They tell you they're going to do something right.
And you can't help hoping that this time ... just maybe ...
Check this timeline:
- 1996 - Labour campaigns on the issue of migrant domestic workers who come to the UK with their employers and are subjected to sexual abuse, violence and virtual slavery
- 1997 - Labour wins the election
- 1998 - Legislation is passed to grant migrant domestic workers the chance to leave abusive employers and find other work, receiving basic protection including the minimum wage
- Feb 2007 - after much pressure is exerted, the UK agrees to sign the European Convention against Trafficking
- March 2007 - the government announces changes to immigration law that mean that from autumn migrant domestic workers will be granted 'non-renewable business visas'. This translates as meaning that they will no longer be able to leave abusive employers and find other work in the UK. Instead they will be faced with a stark choice - stay put or risk poverty and homelessness.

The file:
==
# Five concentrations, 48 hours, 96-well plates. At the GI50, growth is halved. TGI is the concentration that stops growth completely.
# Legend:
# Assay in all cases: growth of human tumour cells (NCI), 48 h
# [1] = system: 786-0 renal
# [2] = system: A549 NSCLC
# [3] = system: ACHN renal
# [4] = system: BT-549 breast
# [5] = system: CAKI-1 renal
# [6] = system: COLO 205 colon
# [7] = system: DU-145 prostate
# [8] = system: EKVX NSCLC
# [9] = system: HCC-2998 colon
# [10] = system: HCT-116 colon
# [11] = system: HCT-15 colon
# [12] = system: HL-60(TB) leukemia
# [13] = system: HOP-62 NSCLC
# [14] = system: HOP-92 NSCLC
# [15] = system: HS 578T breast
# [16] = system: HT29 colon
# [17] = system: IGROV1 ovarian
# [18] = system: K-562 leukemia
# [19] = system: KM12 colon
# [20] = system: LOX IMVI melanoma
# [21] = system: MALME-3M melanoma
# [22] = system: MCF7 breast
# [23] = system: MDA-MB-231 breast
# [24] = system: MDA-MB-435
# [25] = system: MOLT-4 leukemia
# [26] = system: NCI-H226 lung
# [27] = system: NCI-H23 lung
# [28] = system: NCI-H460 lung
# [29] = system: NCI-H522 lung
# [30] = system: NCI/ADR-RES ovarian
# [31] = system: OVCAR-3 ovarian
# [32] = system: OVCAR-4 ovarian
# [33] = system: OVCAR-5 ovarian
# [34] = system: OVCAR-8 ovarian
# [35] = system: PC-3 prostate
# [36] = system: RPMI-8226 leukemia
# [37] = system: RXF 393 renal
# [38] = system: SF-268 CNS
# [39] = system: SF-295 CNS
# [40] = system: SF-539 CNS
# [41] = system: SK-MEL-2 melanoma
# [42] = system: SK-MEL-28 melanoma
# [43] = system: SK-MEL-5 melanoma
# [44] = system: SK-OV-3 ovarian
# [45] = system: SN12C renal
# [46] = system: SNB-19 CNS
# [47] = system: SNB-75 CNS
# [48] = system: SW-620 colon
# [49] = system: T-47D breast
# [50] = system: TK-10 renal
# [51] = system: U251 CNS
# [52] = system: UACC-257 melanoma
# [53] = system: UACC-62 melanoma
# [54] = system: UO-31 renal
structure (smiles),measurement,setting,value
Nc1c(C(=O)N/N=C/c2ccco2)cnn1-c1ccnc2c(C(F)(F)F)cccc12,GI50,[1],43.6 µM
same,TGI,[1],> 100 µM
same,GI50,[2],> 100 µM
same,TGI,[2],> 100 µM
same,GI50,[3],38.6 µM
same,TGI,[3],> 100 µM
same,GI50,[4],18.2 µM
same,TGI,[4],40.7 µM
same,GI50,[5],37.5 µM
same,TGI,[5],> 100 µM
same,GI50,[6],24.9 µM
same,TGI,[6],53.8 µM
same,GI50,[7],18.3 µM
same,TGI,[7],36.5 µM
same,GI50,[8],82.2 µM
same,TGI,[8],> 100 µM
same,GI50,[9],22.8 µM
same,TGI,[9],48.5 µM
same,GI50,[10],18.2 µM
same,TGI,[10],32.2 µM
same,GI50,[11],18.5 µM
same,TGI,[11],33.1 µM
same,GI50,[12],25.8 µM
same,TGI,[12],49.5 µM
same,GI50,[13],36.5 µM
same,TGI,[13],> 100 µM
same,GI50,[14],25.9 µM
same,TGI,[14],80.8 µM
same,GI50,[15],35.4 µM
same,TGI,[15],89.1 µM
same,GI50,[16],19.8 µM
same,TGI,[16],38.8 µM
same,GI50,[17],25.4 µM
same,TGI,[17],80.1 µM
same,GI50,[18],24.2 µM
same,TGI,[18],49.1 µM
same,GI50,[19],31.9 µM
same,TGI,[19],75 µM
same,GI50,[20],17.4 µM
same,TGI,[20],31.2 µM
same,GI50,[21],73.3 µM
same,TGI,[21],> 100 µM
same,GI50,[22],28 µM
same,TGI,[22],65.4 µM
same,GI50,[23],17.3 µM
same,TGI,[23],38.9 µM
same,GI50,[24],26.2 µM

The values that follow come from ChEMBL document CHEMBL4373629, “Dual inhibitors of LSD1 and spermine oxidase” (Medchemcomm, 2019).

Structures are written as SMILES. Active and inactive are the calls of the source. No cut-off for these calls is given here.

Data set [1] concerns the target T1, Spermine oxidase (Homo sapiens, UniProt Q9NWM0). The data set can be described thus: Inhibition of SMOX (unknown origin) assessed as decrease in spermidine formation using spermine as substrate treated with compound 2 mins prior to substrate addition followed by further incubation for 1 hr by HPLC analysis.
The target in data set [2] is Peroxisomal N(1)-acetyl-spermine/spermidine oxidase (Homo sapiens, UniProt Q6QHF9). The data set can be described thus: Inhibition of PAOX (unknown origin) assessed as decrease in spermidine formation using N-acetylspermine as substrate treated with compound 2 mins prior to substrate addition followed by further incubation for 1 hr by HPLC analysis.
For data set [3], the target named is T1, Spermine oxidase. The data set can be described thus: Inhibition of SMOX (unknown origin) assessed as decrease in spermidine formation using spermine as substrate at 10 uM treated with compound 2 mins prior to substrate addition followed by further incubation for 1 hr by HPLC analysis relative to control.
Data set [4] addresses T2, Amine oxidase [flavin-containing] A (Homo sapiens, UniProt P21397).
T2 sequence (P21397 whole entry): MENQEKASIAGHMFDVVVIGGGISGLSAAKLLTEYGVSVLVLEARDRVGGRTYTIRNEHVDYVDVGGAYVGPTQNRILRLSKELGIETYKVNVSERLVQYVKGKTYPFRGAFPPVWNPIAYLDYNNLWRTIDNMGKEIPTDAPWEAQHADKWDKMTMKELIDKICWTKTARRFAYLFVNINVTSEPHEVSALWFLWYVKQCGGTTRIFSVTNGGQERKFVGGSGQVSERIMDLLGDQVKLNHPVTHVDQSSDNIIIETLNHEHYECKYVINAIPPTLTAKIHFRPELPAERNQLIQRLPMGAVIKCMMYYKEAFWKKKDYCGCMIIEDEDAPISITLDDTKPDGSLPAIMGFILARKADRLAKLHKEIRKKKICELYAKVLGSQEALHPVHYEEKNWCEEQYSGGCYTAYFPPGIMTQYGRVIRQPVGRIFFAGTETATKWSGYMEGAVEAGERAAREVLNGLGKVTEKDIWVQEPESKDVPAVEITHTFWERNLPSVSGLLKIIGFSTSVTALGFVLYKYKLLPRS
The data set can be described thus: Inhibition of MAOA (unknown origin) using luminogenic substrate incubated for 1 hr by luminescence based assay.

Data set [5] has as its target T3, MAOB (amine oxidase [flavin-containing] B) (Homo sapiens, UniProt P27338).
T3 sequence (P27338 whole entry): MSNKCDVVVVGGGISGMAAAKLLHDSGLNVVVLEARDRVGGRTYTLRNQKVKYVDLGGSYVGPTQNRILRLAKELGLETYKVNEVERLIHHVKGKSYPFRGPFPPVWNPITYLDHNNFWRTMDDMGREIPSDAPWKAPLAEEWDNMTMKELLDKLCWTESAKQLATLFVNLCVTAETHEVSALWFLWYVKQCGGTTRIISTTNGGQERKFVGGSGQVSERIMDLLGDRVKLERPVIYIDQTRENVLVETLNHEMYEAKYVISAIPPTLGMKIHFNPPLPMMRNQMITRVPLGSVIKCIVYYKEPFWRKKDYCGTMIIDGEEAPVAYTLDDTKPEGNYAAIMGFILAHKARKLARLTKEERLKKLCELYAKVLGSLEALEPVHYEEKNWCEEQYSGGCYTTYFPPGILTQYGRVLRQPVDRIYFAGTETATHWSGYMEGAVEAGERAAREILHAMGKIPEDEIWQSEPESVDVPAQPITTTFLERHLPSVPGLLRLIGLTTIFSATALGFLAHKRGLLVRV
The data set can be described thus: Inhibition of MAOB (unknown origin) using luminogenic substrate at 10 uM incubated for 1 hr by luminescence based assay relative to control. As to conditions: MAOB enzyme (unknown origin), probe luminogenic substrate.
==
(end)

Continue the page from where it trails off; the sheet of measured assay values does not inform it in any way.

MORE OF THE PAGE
'These changes will remove the basic protection for migrant domestic workers. They will be left incredibly vulnerable to exploitation or abuse.' Kate Roberts, community support worker at Kalayaan
'I championed this cause in opposition and government and the changes we put through were to help stop abuse and trafficking. These new propsals are a very retrograde step. Workers who suffer abuse from their employers will feel absolutely alone.' Barbara Roche, former immigration minister
And the Home Office response?
'As part of our continued work to combat trafficking, our emphasis will be upon developing robust pre-entry procedures, including appropriate safeguards, such as the identification of cases of possible abuse at the pre-entry stage to minimise the risk of subsequent exploitation.'
Of course. That's the answer. Stop them coming here in the first place.